The kitchen’s a haphazard assortment of wooden cupboards, doors and drawers, many of which don’t seem to belong together. Everything is covered in a thick layer of white gloss paint, the brushstrokes visible in the fading light. The peeling Formica worktops are slightly askew on top of the mismatched cabinetry; the worktop to the right is about a foot lower than the one on the left. On the lowered side is a sink held in place by globs of silicon sealant. I pull open a drawer; there’s a metallic rustling as about forty loose keys slide forward.
It’s a couple of uneven steps down to the utility room, but the ceiling is much higher than the kitchen’s, slanting steeply down to meet the three foot high wall opposite the door. It’s narrow but long and the floor is grubby pink mottled lino. To one side is an exterior door, through which I see glimpses of the yard and a couple of shabby outbuildings. I take a step toward it.
“Fuck!” Something pale and bulbous looms toward me from a hole in the wall. I flinch away, and shout as my head cracks on the sloping ceiling; the noise brings the others crashing into the room.
“Caught me by surprise… what is it?” Now that the pain’s subsided a little, I’m slightly embarrassed to see the thing isn’t moving. The hole in the plaster is about a foot square, jagged and unfinished, cut around two metal spigots. Thick round globs of something white and puffy surround them, stuck together like the dripping larvae of some horrible creature oozing out of the wall.
Kat examines it from a few feet away, still hesitant to go near it. “Sealant, I think. For the appliance taps. It’s dry, but… that is an impressively bad job.” The engineer in them seems a little in awe.
Hermes calls out from behind the other door. It’s a bathroom of sorts; a tiny toilet sits on the short side of the room, so that the slanted roof is directly over the cistern. There is no sink. Above it, in the middle of the ceiling, is another worn metal light switch. I flick it a few times. Nothing happens. My nose has been running for a little while now, and my eyes are sore. Kat takes another puff on their inhaler.
“Are you sure it’s in here?”
“Yes. The agent hasn’t been here, but she assured me the basement is in the garage.”
“That explains some things.”
The garage is a large, square wooden structure, imposing, in a derelict kind of way. The huge barn doors were once trimmed in red, but that was a long time ago; now they sag on their hinges, held together with a heavy lock. I drag the door open to let in as much light as possible; it doesn’t help much. In honesty, there’s not much a basement could do to convince us to take the place; now we’re propelled forward by something else. Morbid curiosity, maybe.
I enter first, Kat and Hermes’ phone flashlights at my back. At the lights move, we make out a cement floor coated in thick dust and dried grass. Decaying wooden planks hold up the walls and ceiling, rounded at the corners with age and neglect. Kat flicks a switch; in the corner, a single fluorescent tube flickers dimly to life and fills the room with dull, quavering light. To the left is a heavy wooden worktop crisscrossed with deep gauges. A huge pegboard looms above it. As we move the light there’s a sharp metallic glint from the far side. I move in for a closer look.
“Argh! Razorblade!” I jump back; clean and bright in the flashlight, it’s halfway embedded in the top of a sawn-off beam. Kat and Hermes murmur their warnings, and we give it a wide berth, but even as we move I keep my eyes locked on the savage little blade.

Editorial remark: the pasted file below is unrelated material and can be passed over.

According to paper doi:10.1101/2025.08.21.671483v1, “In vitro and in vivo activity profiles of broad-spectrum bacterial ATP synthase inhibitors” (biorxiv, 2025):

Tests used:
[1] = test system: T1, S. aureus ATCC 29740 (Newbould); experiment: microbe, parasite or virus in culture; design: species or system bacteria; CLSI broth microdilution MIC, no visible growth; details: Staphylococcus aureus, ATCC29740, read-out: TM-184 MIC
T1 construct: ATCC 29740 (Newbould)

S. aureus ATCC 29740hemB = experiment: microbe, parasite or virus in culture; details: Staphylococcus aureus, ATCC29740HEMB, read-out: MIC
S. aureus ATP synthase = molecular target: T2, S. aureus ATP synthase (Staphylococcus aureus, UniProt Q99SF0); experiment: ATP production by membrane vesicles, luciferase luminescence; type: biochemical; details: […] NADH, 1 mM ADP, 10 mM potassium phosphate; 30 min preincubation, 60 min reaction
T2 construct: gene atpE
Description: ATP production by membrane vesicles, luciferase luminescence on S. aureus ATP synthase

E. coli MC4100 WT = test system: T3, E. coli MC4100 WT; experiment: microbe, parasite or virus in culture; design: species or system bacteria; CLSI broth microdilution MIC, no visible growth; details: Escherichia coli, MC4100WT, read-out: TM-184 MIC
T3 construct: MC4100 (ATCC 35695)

Opposite the tube light’s a square hole. On inspection, it’s the top of a set of rough concrete steps that lead down into darkness. Kat steps forward. I throw out an arm to take the light from them.
“You’re the driver. You go last.”
The light behind me trembles, casting dark square shadows in front of me as I descend. The ceiling is low, less than six feet, but the corners of the room hold irregular pools of shadow. I look up, and blanch as a large metal hook swings into view. The ceiling is littered with about thirty of them, not far above my head. I step back and notice the floor isn’t even; it slopes steadily down to the centre of the room, where a metal grate covers a large drain in the floor.
“Plants?” Hermes murmurs, drawing a little closer in the dark.
There’s another click, and the quiet sizzle of another tube light. This, too, flickers in the gloom. It really only darkens the shadows at the edge of our vision; the disturbed dust floats in and out of them without a clue as to what’s there, and I’m seized with a desire to expel them. I pick a shadow at random and investigate; as I draw nearer with the light, it stays as dark as ever. A square patch of shadow, and a few floating dust motes in the blackness. I realise with shock that I’m seeing into the foundation of the house; with uncharacteristic self-preservation, I decide against reaching into the hole for a closer look.
Great place to hide a body, I think, and then regret it.
Outside, Kat pulls in a deep lungful of air.
“There’s some weird mould in there or some shi,” they say. “I could not breathe.” Once we’re out of the gate, padlock reaffixed and keys stowed in their heavy yellow lockbox, we all take a breath.
“I see why the security now. It’s not so we can’t get in… it’s so the house can’t get out.” Hermes snorts; he is beginning to return to his usual colour.
“Oh Jesus, you wouldn’t want that. It’d be a danger to the neighbourhood. Best keep it locked up nice and snug.”
I think about making another quip, but the sun is beginning to dip behind the trees and there’s a chill in the air. Best avoid tempting fate, I think. Best we just get away, first.
Arsha Adarsh is a chronically ill, Desi poet and writer from the UK who’s fallen in love with The Oregon sky. They find healing in the weird and the unexpected. Their work’s been published by Ang(st), Ayaskala, The Daily Drunk, Ghost Heart, Analogies & Allegories, and others. They’re a BOTN 2020 nominee. Find out more at https://aadarsh.ink, or follow them on Twitter @arsha_writes or Mastodon @firstname.lastname@example.org. They’d love to hear from you!